Does a woman need to give up friendships with members of the opposite sex when she marries a man? For Rabbi Rachel Miller Solomin, the answer is yes.
In a piece for Tablet, she writes about the decision to write a friend — a Catholic priest with whom she said explicitly she would never have a sexual relationship — an email curtailing their friendship.
Then, it happened: I thought I had some time to meet Nick one evening, and I found myself not wanting Joshua [her husband] to come along. At first, I wasn’t sure where the feeling was coming from. Then I realized that I was longing to pour out my heart to someone, and Nick seemed like both an ideal candidate and — because my husband should have been my primary confidant — the wrong choice. I decided not to see him, and that’s when I wrote him the email.
She notes that though she is now also more “discreet” in her friendships with women than she had been in the past, she feels a “special danger” when the friend is a man, because close friendships can be so emotionally intimate. “Now I want only Joshua to know the secret me,” she writes.
Of course, Miller Solomin is an adult, and should absolutely conduct her relationships as feels right to her. But this piece makes me wonder a lot of things.
For starters, why does the gender of her friend matter? That is, what do the genitals that you’re not planning to touch have to do with the quality of the relationship you have? The idea that men and women cannot relate in a way that does not have sexual undertones tends to reinforce itself — the more segregated a society is, the more fraught even the smallest encounter becomes. (Embedded in this distinction is, of course, the assumption that everyone is always both cisgendered and heterosexual.) The more we normalize deep connections with all manner of people, the less gender should be a factor at all.
But perhaps most critically, why is your spouse is supposed to be the center of your universe, fulfilling every last one of your emotional needs? How could that possibly be? We all contain multitudes, and different people will connect with different aspects of our selves. Loving our primary partners is not mutually exclusive with the desire to pour out our hearts to someone who is more like us emotionally, or who travels in our professional circles, or who has a different way of thinking.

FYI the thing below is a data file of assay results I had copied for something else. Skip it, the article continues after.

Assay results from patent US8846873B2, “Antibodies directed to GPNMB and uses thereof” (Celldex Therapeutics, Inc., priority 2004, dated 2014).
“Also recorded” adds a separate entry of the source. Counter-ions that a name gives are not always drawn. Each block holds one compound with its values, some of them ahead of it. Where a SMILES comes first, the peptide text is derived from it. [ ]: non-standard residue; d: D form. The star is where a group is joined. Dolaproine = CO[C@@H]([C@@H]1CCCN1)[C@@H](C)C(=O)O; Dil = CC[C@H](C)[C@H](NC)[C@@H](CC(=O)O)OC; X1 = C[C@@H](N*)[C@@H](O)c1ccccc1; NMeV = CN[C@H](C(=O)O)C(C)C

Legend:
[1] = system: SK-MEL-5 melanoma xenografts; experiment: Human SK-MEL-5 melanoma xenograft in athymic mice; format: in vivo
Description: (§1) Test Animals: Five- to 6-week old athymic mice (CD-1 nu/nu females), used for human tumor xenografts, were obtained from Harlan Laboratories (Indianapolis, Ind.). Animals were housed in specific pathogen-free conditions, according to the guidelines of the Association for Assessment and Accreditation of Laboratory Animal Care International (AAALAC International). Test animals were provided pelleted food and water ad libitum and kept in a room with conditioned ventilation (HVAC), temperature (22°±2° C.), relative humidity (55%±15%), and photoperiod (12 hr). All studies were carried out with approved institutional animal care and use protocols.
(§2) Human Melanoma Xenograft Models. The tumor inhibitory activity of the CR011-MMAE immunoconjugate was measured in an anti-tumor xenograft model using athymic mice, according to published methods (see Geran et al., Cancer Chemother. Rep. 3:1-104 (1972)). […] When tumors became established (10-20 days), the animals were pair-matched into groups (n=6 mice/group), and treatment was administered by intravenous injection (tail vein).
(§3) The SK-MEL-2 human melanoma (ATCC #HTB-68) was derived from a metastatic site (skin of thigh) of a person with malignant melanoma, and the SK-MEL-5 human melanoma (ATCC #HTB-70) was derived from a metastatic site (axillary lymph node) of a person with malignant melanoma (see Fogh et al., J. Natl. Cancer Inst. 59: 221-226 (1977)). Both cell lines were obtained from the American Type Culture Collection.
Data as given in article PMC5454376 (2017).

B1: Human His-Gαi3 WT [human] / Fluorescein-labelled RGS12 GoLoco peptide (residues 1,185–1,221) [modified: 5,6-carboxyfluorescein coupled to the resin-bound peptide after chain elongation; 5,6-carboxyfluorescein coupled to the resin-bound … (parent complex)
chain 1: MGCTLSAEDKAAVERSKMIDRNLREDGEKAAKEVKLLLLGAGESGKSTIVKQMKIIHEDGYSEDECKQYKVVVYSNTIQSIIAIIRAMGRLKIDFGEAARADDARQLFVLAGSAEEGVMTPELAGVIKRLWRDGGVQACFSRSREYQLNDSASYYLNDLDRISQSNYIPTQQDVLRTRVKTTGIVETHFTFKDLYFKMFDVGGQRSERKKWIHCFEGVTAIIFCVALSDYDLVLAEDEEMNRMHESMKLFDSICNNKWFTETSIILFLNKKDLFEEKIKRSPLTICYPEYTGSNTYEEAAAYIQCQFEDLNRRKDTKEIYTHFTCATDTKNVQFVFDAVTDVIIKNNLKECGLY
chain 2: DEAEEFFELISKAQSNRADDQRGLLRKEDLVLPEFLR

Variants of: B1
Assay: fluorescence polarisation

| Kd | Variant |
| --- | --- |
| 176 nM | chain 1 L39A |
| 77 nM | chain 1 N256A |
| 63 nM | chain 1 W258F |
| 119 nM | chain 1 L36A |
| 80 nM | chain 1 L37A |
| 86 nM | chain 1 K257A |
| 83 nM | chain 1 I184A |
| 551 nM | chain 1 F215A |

But more than that — more connection leads to more love, more support, more community, more depth, more meaning. Why would we want to isolate ourselves from people with whom we can experience an I-Thou encounter, with whom we can feel seen and see in turn? Why would we want less love in our lives? I reject the notion that there is a finite amount of love available, and that we must conserve it carefully for people who play particular roles in our lives. Just as any parent of more than one child can tell you — with the second kid, the love doesn’t get cut in half. It multiplies, exponentially, filling up corners of your life you didn’t even know were there or empty. As the Medieval philosopher Shlomo Ibn Gabriol put it, “don’t exchange an old friend… while his heart is still true to you… nor let a thousand friends seem too many.”
I’m married. I love my partner desperately, and he plays a role in my life that no one else can or should. And I’m grateful — blessedly, exquisitely grateful — that I have communities and confidantes of all stripes and genders with whom to share in this crazy mystery of living. I’m glad that Miller Solomin has someone who sees the secret her. I just would rather not have so many secrets.
Female Rabbis Should Have Male Friends